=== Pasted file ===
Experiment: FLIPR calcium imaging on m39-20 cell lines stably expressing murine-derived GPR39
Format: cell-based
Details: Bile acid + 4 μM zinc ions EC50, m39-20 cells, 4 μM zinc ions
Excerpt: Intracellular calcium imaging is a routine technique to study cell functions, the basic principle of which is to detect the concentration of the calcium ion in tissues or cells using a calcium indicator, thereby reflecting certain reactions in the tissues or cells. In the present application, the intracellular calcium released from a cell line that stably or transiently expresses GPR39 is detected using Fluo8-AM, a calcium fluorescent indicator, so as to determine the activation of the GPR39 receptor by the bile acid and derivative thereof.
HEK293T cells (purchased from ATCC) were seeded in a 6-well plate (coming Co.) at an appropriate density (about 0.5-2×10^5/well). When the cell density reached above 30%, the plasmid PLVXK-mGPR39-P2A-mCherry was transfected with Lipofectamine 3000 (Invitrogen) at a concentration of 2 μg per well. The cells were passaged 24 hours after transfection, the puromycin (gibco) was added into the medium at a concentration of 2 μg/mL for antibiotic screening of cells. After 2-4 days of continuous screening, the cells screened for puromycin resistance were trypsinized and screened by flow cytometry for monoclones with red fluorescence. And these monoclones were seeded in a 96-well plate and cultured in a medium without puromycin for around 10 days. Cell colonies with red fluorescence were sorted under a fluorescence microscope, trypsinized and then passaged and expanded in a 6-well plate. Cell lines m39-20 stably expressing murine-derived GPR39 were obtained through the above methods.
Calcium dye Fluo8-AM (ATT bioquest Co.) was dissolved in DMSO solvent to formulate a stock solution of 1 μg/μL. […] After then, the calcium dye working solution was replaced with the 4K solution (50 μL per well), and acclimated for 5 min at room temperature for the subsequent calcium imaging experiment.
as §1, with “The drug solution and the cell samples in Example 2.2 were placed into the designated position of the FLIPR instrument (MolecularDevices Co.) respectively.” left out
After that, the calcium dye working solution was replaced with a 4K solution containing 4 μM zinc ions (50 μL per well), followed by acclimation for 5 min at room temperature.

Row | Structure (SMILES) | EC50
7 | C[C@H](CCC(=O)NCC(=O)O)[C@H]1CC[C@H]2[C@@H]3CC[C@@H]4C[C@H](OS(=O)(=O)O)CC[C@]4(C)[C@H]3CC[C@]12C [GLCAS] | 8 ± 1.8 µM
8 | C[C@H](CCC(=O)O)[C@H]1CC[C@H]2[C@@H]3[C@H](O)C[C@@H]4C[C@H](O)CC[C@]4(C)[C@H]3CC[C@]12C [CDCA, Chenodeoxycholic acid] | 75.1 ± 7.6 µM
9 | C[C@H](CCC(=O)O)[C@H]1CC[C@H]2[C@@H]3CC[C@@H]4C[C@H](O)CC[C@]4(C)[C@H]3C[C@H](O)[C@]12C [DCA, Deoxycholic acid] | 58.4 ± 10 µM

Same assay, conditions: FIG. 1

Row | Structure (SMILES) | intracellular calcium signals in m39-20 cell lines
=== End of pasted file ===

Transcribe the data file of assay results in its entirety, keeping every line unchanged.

Experiment: FLIPR calcium imaging on m39-20 cell lines stably expressing murine-derived GPR39
Format: cell-based
Details: Bile acid + 4 μM zinc ions EC50, m39-20 cells, 4 μM zinc ions
Excerpt: Intracellular calcium imaging is a routine technique to study cell functions, the basic principle of which is to detect the concentration of the calcium ion in tissues or cells using a calcium indicator, thereby reflecting certain reactions in the tissues or cells. In the present application, the intracellular calcium released from a cell line that stably or transiently expresses GPR39 is detected using Fluo8-AM, a calcium fluorescent indicator, so as to determine the activation of the GPR39 receptor by the bile acid and derivative thereof.
HEK293T cells (purchased from ATCC) were seeded in a 6-well plate (coming Co.) at an appropriate density (about 0.5-2×10^5/well). When the cell density reached above 30%, the plasmid PLVXK-mGPR39-P2A-mCherry was transfected with Lipofectamine 3000 (Invitrogen) at a concentration of 2 μg per well. The cells were passaged 24 hours after transfection, the puromycin (gibco) was added into the medium at a concentration of 2 μg/mL for antibiotic screening of cells. After 2-4 days of continuous screening, the cells screened for puromycin resistance were trypsinized and screened by flow cytometry for monoclones with red fluorescence. And these monoclones were seeded in a 96-well plate and cultured in a medium without puromycin for around 10 days. Cell colonies with red fluorescence were sorted under a fluorescence microscope, trypsinized and then passaged and expanded in a 6-well plate. Cell lines m39-20 stably expressing murine-derived GPR39 were obtained through the above methods.
Calcium dye Fluo8-AM (ATT bioquest Co.) was dissolved in DMSO solvent to formulate a stock solution of 1 μg/μL. […] After then, the calcium dye working solution was replaced with the 4K solution (50 μL per well), and acclimated for 5 min at room temperature for the subsequent calcium imaging experiment.
as §1, with “The drug solution and the cell samples in Example 2.2 were placed into the designated position of the FLIPR instrument (MolecularDevices Co.) respectively.” left out
After that, the calcium dye working solution was replaced with a 4K solution containing 4 μM zinc ions (50 μL per well), followed by acclimation for 5 min at room temperature.

Row | Structure (SMILES) | EC50
7 | C[C@H](CCC(=O)NCC(=O)O)[C@H]1CC[C@H]2[C@@H]3CC[C@@H]4C[C@H](OS(=O)(=O)O)CC[C@]4(C)[C@H]3CC[C@]12C [GLCAS] | 8 ± 1.8 µM
8 | C[C@H](CCC(=O)O)[C@H]1CC[C@H]2[C@@H]3[C@H](O)C[C@@H]4C[C@H](O)CC[C@]4(C)[C@H]3CC[C@]12C [CDCA, Chenodeoxycholic acid] | 75.1 ± 7.6 µM
9 | C[C@H](CCC(=O)O)[C@H]1CC[C@H]2[C@@H]3CC[C@@H]4C[C@H](O)CC[C@]4(C)[C@H]3C[C@H](O)[C@]12C [DCA, Deoxycholic acid] | 58.4 ± 10 µM

Same assay, conditions: FIG. 1

Row | Structure (SMILES) | intracellular calcium signals in m39-20 cell lines